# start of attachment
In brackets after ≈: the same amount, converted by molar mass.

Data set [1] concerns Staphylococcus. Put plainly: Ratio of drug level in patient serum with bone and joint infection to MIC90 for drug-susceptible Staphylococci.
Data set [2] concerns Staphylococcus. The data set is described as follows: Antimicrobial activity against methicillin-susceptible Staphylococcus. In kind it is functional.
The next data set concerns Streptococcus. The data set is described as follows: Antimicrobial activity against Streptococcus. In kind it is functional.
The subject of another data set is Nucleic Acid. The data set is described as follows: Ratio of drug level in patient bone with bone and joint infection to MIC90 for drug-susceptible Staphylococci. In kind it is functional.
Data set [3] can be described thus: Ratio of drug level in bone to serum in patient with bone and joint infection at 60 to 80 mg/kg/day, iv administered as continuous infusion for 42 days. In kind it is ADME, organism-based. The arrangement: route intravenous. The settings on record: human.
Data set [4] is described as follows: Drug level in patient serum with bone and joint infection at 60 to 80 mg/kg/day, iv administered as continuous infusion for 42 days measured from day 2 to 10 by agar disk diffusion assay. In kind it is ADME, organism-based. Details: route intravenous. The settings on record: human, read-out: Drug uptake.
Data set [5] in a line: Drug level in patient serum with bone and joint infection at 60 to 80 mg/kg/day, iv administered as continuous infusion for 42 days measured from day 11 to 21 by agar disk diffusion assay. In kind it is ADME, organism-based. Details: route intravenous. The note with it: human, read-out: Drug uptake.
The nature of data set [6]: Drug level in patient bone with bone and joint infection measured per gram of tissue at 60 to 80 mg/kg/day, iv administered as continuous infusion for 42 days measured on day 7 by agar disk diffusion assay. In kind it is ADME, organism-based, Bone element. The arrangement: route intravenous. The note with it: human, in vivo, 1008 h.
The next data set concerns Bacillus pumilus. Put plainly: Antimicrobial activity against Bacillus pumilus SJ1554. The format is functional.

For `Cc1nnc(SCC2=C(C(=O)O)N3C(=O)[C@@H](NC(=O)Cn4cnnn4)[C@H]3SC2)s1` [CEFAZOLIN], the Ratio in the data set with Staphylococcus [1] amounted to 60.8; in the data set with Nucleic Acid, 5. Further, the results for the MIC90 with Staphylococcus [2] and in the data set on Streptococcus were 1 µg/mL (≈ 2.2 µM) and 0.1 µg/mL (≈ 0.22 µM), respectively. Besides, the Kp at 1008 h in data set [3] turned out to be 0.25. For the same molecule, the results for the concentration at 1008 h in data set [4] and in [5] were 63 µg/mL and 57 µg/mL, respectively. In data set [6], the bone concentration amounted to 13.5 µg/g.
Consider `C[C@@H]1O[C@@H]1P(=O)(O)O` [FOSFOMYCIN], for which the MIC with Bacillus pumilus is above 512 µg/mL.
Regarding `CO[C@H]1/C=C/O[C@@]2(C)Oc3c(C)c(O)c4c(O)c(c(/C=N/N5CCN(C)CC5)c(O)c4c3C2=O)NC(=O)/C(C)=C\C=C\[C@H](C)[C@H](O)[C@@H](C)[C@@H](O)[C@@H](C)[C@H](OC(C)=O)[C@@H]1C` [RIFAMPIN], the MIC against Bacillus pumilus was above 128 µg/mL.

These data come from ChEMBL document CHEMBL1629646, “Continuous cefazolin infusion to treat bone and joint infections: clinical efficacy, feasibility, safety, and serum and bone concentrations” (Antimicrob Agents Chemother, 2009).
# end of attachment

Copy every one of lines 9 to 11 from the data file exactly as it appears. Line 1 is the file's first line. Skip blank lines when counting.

The nature of data set [6]: Drug level in patient bone with bone and joint infection measured per gram of tissue at 60 to 80 mg/kg/day, iv administered as continuous infusion for 42 days measured on day 7 by agar disk diffusion assay. In kind it is ADME, organism-based, Bone element. The arrangement: route intravenous. The note with it: human, in vivo, 1008 h.
The next data set concerns Bacillus pumilus. Put plainly: Antimicrobial activity against Bacillus pumilus SJ1554. The format is functional.

For `Cc1nnc(SCC2=C(C(=O)O)N3C(=O)[C@@H](NC(=O)Cn4cnnn4)[C@H]3SC2)s1` [CEFAZOLIN], the Ratio in the data set with Staphylococcus [1] amounted to 60.8; in the data set with Nucleic Acid, 5. Further, the results for the MIC90 with Staphylococcus [2] and in the data set on Streptococcus were 1 µg/mL (≈ 2.2 µM) and 0.1 µg/mL (≈ 0.22 µM), respectively. Besides, the Kp at 1008 h in data set [3] turned out to be 0.25. For the same molecule, the results for the concentration at 1008 h in data set [4] and in [5] were 63 µg/mL and 57 µg/mL, respectively. In data set [6], the bone concentration amounted to 13.5 µg/g.